Many characters in To Kill a Mockingbird are outsiders in their society. How does Harper Lee try to change our attitude towards outsiders?
It could be said that the entire narrative of To Kill a Mockingbird is a challenge against society's preconceived notions of certain marginalized people. This can be racial, such as in the case of Tom Robinson, class-based, such as in the case of Walter Cunningham, or even personal, such as in the case of Boo Radley.
In the case of Robinson, this outsider status is both based on the unchangeable factor of race and is institutional. Robinson is very clearly innocent to anyone with basic reasoning ability, and yet even these reasonable characters understand how soundly the odds are stacked against him. Many people do not take an interest in the plight of a perfectly innocent man due to a simple devotion to the status quo.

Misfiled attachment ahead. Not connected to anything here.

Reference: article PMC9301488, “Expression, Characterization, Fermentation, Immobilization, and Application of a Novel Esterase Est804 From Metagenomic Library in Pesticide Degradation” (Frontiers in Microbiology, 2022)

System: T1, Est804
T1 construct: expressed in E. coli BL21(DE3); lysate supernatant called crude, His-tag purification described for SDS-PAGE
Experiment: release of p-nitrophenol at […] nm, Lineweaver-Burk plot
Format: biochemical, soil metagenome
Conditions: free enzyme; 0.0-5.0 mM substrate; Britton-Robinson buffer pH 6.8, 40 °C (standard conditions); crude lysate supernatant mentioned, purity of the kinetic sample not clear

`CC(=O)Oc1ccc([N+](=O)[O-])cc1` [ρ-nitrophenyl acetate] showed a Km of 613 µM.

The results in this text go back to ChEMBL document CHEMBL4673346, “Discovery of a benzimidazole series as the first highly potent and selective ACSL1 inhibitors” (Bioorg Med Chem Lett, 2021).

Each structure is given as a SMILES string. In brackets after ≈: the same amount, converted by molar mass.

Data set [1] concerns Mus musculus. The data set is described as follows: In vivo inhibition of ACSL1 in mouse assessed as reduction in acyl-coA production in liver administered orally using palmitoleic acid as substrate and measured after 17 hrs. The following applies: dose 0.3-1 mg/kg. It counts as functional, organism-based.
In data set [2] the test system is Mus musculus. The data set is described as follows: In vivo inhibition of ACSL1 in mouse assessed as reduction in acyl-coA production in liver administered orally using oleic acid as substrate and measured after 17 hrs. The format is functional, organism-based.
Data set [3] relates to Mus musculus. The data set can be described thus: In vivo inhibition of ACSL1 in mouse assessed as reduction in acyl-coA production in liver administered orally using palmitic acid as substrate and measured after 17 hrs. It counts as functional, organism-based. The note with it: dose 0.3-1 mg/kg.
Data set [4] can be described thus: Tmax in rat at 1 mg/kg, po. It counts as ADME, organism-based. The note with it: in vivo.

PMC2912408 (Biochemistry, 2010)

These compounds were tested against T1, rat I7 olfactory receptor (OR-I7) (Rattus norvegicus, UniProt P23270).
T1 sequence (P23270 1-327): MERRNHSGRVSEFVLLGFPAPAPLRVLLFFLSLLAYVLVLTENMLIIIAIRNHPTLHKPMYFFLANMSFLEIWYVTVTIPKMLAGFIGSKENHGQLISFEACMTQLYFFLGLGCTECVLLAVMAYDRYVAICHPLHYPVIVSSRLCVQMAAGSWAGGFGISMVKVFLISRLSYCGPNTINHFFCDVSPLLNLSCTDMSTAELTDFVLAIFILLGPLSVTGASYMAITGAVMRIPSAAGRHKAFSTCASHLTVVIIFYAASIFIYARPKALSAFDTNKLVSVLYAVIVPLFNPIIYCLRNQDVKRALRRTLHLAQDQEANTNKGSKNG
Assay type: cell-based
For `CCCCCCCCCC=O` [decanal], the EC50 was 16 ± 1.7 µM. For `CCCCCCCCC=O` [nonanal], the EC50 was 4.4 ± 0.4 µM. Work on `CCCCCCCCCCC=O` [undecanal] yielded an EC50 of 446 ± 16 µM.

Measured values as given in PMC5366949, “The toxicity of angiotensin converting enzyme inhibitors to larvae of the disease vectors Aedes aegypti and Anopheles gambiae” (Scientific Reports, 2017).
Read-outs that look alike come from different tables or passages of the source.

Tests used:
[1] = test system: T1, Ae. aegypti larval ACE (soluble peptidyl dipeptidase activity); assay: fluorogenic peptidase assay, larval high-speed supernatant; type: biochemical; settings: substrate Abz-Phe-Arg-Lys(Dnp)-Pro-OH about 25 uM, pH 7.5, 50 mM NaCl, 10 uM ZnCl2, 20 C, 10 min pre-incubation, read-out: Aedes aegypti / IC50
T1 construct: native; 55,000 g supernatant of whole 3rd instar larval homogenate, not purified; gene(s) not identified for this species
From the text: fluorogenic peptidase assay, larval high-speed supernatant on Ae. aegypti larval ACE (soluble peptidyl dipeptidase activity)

Walter Cunningham suffers from being an outsider due to being incredibly poor, despite his inclusion in a white institution. He suffers from constant embarrassment, such as not being able to bring food or shoes to school. Like the other Cunninghams, he would rather suffer from...
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Harper Lee shows us that we judge people without knowing what they had to go through. We can see that everybody judges outsiders because theyre different and arent exactly like society and we need to know that what really matters is what is inside not rumors or things other people say.